Chubby Checker ushered in an era of bobby-soxers swiveling their hips to the beat. The song hit No. 1 in both 1960 and 1962, but people had been singing about doing the Twist since the 1930s. In his 'Winin' Boy Blues,' ragtime performer Jelly Roll Morton used it as a euphemism for sex. The Twist dance craze of the '60s, which began when Chubby Checker performed on 'American Bandstand,' spawned similar fads like the Jerk, the Pony, the Watusi and the Mashed Potato, though none were as popular.
Disco spawned a host of sexy dance fads, but like Studio 54 and Quaaludes, the Hustle has become synonymous with the era. The Grammy-winning instrumental song 'The Hustle' was a No. 1 hit for Van McCoy and the Soul City Symphony in 1975, and ignited the disco line dancing trend. But it was 1978's disco epic, 'Saturday Night Fever,' that brought the dance to the masses, when John Travolta donned his snappy white leisure suit and did the hip-shaking Hustle dance with a gang of glittery dancing machines.
Latin music gets to shine in the pop spotlight now and again (think Pitbull and Shakira). But in the summer of 1996, pretty much everyone on planet Earth was doing this dance number, from fifth graders to grandmothers. The mind-numbingly repetitive track, performed by Spanish duo Los Del Rio and remixed by the Bayside Boys, is about a woman who gets a wandering eye when her BF is out of the town. The dance moves are so simple, a four-year-old could do it, which was probably a big part of the appeal.
Originating in the early '80s in Washington, DC, moshing came out of the hardcore punk scene -- at shows, people would bang into each other while slam dancing. In the early '90s, moshing became closely associated with grunge as frustrated suburban kids everywhere got a load of moshing, head-banging, stage-diving and crowd-surfing via Nirvana's 'Smells Like Teen Spirit' and Pearl Jam's 'Evenflow.' It became ubiquitous at rock shows and festivals like Lollapalooza after that, though bands like Smashing Pumpkins and Pearl Jam decried the practice when injuries started happening.
Hip-hop has created a host of dance fads, from Fat Joe's 'Lean Back' to the Cabbage Patch to b-boy moves like the Worm. Soulja Boy went from being a regular teenager from Mississippi to an Internet superstar thanks to his song 'Crank That (Soulja Boy)' and the video that featured the dance moves (performed by the likes of Bow Wow and Omarion). Once the song became one of the summer of 2007's biggest hits, everyone seemed to be doing it (even Ellen!). The lyrics are actually rather gross, though.
Perfect for the aerobicized, spandex-clad times, this dance was all the rage in the late '80s. Most notably, the dance was featured in the video for MC Hammer's monster hit, 'U Can't Touch This.' The Hammer, in his low-crotch harem pants, and a coterie of cute fly girls got busy with their bad selves and kids around the world followed suit (except maybe in regards to those pants). Though Vanilla Ice also kicked the Running Man in 'Ice Ice Baby,' Bobby Brown was arguably the lord of this dance (see: 'Every Little Step').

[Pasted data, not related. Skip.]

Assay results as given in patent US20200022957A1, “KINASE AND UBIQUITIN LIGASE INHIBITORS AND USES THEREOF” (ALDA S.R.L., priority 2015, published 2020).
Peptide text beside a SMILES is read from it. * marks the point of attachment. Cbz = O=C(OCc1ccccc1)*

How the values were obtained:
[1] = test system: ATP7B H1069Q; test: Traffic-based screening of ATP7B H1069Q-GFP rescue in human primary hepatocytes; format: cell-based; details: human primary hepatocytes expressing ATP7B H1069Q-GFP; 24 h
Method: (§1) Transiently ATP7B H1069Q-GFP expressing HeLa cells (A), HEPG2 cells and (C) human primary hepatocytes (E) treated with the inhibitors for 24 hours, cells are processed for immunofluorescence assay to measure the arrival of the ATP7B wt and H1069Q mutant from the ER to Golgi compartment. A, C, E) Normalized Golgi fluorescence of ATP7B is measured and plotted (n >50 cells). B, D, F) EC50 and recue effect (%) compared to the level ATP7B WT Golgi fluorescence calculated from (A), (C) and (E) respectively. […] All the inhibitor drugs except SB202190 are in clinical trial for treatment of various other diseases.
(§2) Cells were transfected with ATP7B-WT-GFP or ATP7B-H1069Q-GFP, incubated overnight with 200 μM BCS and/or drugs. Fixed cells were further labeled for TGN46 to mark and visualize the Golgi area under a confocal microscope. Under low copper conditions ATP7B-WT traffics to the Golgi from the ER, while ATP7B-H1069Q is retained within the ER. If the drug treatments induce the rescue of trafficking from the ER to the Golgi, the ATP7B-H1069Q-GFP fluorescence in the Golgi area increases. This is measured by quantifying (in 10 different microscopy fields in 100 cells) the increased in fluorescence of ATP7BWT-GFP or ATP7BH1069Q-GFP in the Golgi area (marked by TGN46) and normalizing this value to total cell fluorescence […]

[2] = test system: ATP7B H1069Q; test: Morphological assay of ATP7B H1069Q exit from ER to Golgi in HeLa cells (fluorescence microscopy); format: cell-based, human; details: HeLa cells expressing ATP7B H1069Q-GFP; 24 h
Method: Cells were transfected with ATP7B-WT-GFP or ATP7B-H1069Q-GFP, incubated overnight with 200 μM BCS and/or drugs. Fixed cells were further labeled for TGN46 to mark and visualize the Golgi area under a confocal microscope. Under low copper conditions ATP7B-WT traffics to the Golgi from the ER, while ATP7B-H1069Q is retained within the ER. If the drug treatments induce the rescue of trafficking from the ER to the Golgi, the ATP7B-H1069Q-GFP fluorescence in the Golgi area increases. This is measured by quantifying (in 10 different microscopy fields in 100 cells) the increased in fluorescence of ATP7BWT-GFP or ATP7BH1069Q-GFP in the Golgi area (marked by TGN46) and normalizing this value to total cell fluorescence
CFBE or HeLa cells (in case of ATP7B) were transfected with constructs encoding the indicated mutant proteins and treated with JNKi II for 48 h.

The Village People's ode to Young Men's Clubs of America became a smash hit in 1979, and throughout the '80s -- no school dance, wedding or bar mitvah was complete without this peppy disco anthem. The only real moves are the hand signs (for those of you too young to know, you form the letters Y, M, C and A with your hands), and the rest of the song is mostly taken up by marching around and waiting impatiently for the next set of letters. These days it frequently plays at baseball games during the seventh inning stretch.
In 2009, a couple of L.A. teenagers calling themselves the New Boyz put out a track called 'You're a Jerk,' along with a video showing their personal dance style, called Jerkin'. The dance itself consists mainly of moving your legs in and out (plus other moves like the 'Reject,' 'Spongebob' and 'Pindrop,' if you want to Google). Jerkin' crews like the New Boyz, UCLA Jerk Kings and Action Figure$ were also known for their distinctive style, mixing skate and hip-hop culture, rocking skinny jeans, bright colours and Chuck Taylors.
Michael Jackson first performed what is probably the most iconic dance of the 20th century on the televised special 'Motown 25: Yesterday, Today, Forever' in 1983. It electrified the world audience, and subsequently became MJ's signature 'Billie Jean' dance step. The Moonwalk is a "popping" move that makes you look as if you're walking forwards when you're moving backwards, and still gets rocked by MJ devotees like Usher and Justin Timberlake (and fun uncles at family events).